I’m actually surprised by how quickly we’ve all begun to feel at home here. It really feels like our home; there’s been virtually no period of getting used to the space (well, I suppose you could say that we had roughly three and a half months of getting used to it, but it’s all a matter of perspective). That said, it does feel like we may be unpacking boxes for the next thousand years or so. Kristin keeps reminding me that it’s only been a week and a half, and that we haven’t even had a true weekend yet because we spent last weekend on the east side of the state for K’s parents’ 40th anniversary. Sometimes though, it feels like I can spend a couple of hours sorting through crap and feel as if I’ve made no rewarding progress whatsoever. There was something lovely about having access to so little of our junk for three months. Now that we have it all back, we kind of wish it were gone again (see basement photo above).

Very little in the house is “after photo ready” so to speak, but my desire to post some photos is keeping me from giving up on the unpacking. So I don’t have a whole lot to show you right now. The half bath, however, is pretty much done and we’re really pleased with it. If you remember, it looked like this when we started:


My dad pulled out the sink and toilet and replaced the hardware, we had new mosaic tile put down, I painted the walls with paint that we’d originally selected for the kitchen but never used, I painted the oak mirror with a white enamel, and we chose not to put the medicine cabinet back up. We chose new sconces and my dad put them up, and he put the toilet and sink back in for us. We took down the blinds and I applied a privacy film to the glass so that we could still have some natural light from the great room while providing a bit more privacy. Eventually we’d like to hang some sort of art in here, but for now there’s nothing on the walls. It’s so much more us and such a pleasant surprise project that we hadn’t intended on tackling.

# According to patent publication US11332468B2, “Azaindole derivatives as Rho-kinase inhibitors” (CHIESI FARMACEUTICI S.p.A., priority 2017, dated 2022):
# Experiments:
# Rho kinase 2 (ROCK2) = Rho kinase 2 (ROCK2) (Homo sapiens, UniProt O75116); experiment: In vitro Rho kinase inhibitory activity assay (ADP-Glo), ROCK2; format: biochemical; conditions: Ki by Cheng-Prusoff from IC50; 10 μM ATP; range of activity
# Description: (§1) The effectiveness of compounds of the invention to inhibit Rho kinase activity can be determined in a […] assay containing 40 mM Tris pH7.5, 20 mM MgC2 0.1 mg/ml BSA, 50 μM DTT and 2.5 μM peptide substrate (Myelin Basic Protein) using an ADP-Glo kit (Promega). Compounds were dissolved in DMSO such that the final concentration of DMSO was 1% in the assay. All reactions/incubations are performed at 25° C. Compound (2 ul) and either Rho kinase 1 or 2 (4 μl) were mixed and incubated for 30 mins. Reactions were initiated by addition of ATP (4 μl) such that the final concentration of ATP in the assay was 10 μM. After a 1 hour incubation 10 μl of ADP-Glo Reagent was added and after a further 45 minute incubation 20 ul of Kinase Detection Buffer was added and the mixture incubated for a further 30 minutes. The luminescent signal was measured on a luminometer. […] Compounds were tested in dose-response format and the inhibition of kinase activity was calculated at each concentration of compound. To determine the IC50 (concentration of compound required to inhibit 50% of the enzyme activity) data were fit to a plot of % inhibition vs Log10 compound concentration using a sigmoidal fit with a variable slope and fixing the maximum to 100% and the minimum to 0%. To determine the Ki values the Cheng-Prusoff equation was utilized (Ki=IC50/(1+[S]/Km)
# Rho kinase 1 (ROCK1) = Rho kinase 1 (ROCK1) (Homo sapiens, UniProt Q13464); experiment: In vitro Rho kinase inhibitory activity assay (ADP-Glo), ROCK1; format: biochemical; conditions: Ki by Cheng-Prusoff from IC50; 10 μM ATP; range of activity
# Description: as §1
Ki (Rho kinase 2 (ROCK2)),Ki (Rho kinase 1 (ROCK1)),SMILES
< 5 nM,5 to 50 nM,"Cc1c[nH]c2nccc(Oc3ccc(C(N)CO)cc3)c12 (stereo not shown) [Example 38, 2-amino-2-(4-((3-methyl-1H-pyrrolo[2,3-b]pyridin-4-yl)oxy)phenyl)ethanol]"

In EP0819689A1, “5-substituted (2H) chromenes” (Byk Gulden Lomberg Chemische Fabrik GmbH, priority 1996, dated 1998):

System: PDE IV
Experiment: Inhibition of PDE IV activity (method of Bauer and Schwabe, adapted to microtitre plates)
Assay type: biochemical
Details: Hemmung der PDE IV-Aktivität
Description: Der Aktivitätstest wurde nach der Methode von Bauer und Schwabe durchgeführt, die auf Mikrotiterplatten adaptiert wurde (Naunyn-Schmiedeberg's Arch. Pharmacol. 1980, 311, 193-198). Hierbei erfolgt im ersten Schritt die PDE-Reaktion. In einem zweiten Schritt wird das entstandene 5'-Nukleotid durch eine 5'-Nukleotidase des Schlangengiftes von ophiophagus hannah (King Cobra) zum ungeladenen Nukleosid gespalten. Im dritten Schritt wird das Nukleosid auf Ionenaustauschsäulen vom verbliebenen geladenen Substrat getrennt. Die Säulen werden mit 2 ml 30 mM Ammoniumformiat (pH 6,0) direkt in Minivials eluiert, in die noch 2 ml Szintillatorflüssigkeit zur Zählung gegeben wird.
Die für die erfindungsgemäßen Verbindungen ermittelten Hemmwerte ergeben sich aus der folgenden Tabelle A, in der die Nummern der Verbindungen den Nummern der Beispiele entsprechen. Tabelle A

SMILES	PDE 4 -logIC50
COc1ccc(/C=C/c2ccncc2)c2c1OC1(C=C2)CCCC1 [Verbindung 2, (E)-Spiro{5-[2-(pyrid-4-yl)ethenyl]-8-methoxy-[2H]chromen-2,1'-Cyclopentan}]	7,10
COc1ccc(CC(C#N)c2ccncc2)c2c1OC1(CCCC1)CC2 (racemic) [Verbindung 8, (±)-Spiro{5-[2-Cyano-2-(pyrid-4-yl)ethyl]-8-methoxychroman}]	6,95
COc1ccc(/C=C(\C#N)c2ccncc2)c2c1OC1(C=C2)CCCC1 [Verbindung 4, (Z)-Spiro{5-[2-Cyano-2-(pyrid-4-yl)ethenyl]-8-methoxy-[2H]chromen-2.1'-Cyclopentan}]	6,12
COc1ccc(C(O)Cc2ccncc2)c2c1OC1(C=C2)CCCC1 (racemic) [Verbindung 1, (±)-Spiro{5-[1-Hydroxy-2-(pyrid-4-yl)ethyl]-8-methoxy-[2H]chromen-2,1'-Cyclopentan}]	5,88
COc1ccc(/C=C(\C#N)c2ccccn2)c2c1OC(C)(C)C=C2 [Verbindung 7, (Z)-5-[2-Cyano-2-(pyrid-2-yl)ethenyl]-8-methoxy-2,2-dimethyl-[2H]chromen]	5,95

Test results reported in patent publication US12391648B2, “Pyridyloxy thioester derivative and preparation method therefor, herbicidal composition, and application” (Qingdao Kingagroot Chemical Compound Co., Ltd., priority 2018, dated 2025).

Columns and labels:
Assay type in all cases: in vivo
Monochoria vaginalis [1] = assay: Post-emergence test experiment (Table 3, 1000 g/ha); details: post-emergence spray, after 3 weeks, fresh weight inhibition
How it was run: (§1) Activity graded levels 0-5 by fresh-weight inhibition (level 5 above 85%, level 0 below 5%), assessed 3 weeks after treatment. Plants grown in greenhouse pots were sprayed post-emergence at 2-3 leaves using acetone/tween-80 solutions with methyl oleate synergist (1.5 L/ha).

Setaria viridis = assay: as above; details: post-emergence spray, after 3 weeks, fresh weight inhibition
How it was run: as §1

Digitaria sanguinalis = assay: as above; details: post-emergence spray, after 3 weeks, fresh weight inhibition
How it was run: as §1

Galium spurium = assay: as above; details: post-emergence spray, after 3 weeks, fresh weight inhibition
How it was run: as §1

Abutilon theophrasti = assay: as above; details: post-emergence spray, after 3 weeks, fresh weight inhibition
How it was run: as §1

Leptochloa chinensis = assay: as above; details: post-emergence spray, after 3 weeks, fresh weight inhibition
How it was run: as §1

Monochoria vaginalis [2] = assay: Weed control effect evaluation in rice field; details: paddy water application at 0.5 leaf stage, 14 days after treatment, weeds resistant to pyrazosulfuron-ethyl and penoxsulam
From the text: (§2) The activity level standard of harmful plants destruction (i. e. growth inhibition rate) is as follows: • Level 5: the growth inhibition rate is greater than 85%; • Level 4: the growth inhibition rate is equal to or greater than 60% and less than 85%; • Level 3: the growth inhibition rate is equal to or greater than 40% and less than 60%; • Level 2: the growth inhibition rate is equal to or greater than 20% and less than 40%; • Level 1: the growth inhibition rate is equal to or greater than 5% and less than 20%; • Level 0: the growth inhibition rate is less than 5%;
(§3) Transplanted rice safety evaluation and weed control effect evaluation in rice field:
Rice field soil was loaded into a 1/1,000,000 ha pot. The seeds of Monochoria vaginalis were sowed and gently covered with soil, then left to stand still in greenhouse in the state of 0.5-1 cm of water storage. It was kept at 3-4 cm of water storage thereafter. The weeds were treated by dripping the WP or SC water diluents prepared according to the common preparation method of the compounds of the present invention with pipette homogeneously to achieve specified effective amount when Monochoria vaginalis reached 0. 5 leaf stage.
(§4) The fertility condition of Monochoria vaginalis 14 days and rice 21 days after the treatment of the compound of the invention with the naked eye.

We didn’t paint the trim or the ceiling, so those are still cream, but that can wait. The bulbs in the sconces are a bit much (LEDs are no joke), so we may need to downgrade the wattage a bit so that no one is blinded when they flip on the lights. We’re so thankful for my dad’s handywork, in fact he’s put in a crazy number of hours here since we moved in. I know that we can’t call him every time we need something done, however, so I’ve been trying to follow along and learn.

We had a couple of good friends over last Friday night, which was sorely needed companionship at the end of a rough week, but also an important milestone in our journey. We have a space where we can host now! And our kitchen and great room feel so well suited to it. I’m hoping to become much better at hosting friends than I’ve ever been before. I look forward to taking more photos as things get unpacked and every corner isn’t full of boxes and paper and chaos, so I promise to do that. For now here’s a photo of the great room sans furniture, but with our lovely new floor finally complete.